One of the biggest changes been made this time around is the introduction of different fighting styles. As you progress through the game, you will unlock new special moves (by either witnessing someone else performing them or using the money you earn to unlock them) to use against the multitude of enemies present throughout. These are not small differences either with some styles equipping you constantly with a weapon, while another style is basically seeing you break dancing. There are obviously better styles to use for individual enemies. However, we didn't find the game forced us to use any particular style to progress (aside from the tutorial sections) meaning you can still play it how you please despite this addition.
Aside from the main quest which keeps the game ticking along, you can choose to take on side quests (which may unlock a new mini-game such as the cat fighting arena) or just explore the sights and sounds of the different locations on offer. Many of the locations can be entered and interacted with. One of the hallmarks of the Yakuza series has always been its mini-games, and it is no different with Yakuza 0. Kiryu and co can take on mini-games such as karaoke, baseball, or a virtual date with a hostess. In fact, the hostess element of the game is one of the deepest with it now being possible for you to run your own hostess club and hire girls to make money and become successful. This is not a small part of the game, and a huge effort has clearly been put in place for this simulation. It is the kind of thing you could sink hours into if you chose to, but for those not keen, there is only a small part of the game where this management sim is mandatory.
Finally, you can also visit the SEGA arcades littered throughout the locations, each with some classic SEGA gaming to take part in. This time around the titles on offer are Space Harrier, Outrun, Super Hang on and Fantasy Zone. This represents some of SEGAs finest arcade moments, and it is easy to lose time just playing these without getting on with the main game. They are all unlocked from near the start, so there is not a huge need to progress far into the game to play around with these arcades either, which is a bonus.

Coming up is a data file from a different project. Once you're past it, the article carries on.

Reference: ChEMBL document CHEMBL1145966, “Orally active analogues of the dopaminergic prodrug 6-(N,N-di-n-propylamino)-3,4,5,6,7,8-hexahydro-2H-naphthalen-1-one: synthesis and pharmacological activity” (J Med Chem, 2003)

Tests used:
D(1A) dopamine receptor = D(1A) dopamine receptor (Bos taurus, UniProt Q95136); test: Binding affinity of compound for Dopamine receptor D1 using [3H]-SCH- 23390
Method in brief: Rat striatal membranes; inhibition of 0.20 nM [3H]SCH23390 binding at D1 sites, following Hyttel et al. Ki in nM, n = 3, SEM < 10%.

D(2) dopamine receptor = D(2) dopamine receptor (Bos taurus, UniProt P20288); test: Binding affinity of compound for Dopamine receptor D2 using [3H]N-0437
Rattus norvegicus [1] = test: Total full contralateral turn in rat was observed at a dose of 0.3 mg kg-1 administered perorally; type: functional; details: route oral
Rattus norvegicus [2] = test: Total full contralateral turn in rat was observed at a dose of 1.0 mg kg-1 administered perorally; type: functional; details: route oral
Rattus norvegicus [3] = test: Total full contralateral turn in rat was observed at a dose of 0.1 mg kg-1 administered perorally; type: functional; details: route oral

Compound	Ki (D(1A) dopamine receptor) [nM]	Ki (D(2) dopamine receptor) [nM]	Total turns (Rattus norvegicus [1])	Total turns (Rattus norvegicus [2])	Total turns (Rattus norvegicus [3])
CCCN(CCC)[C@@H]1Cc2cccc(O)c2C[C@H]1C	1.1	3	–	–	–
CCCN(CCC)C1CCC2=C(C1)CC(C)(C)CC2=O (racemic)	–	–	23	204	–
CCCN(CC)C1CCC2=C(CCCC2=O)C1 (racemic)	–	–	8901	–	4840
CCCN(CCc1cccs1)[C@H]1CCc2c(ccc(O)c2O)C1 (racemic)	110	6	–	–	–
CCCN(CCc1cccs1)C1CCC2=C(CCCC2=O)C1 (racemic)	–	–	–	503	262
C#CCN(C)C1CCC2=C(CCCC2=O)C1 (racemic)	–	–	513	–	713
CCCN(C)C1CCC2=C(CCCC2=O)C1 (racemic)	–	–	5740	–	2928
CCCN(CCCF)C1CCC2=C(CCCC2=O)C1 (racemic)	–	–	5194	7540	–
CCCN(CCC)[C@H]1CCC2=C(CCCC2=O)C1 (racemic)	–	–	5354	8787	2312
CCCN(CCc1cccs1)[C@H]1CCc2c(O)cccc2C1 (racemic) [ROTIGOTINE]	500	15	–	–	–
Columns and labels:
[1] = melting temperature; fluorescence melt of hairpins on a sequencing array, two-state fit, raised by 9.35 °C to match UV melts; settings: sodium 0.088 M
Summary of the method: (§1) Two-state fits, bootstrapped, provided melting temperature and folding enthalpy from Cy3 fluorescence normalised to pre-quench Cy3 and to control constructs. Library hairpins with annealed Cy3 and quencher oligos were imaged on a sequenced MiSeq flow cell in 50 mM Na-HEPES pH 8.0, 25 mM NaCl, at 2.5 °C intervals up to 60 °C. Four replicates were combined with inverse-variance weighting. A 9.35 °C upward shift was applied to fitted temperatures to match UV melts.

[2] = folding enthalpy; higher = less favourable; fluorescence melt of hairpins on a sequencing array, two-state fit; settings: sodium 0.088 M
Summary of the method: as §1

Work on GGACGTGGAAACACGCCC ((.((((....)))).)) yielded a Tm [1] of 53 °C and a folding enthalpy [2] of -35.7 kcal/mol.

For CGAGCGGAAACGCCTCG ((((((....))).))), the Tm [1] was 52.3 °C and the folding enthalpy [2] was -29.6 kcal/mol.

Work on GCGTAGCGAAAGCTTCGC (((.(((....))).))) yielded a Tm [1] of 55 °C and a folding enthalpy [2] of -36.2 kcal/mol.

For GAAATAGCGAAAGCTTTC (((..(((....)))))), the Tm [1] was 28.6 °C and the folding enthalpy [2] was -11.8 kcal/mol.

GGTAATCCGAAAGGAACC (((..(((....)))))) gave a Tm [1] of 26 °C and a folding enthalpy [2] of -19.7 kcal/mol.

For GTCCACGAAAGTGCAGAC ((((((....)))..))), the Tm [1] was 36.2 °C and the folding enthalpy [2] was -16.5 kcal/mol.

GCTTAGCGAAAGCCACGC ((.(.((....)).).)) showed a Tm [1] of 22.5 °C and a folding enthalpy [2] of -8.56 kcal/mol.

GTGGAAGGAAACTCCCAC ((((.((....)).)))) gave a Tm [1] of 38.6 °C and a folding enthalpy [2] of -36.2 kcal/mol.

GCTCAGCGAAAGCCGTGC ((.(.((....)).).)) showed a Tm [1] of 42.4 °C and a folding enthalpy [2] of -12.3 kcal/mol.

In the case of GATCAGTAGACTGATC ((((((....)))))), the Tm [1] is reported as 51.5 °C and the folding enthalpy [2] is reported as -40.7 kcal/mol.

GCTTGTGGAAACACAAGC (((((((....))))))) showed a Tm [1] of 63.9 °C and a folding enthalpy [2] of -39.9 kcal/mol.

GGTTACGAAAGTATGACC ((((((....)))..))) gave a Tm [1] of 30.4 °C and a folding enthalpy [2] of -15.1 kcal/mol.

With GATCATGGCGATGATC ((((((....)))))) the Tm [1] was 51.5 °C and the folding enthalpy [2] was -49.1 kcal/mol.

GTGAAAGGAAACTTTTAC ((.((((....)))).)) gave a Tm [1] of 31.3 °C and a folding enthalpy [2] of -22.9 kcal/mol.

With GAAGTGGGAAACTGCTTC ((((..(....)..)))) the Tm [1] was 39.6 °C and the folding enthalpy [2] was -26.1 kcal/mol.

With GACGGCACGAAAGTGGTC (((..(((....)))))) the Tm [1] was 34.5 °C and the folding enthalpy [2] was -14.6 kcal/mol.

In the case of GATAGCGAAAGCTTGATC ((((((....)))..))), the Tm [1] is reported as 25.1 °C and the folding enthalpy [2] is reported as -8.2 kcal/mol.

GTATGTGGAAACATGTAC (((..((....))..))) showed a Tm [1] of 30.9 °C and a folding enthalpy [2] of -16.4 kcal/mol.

On the visuals side of thing, it is very apparent that this is a game which was cross-generation in Japan. That's not to say that the game looks bad. However, we have played the recently released Ryu Ga Gotoku 6 (which will be released in the west in 2018 apparently), and the difference is stark when the developers are purely able to focus on the PS4. The frame rate remains solid as a rock as you would expect and despite the cross-generational development in Japan, there are some impressive elements here. As a side note, we played through Yakuza 0 on a PS4 Pro, but we do not expect anything different on the regular machines.
There is a lot to like about Yakuza 0, and it is a credit to Sony and SEGA that they managed to bring this fantastic series to the west. It is a solid, story driven third person action game where its positives outweigh the small quirks present and something that you could lose yourself in for months if you really want to do everything on offer.
|Value for Money||95%|
The Bottom Line: If you have never tried the Yakuza series, this is a good one to start with. Not only because it's a solid game and on a new console, but because it does a good job of introducing Kiryu as a character to those who are not familiar with him. It's recommended.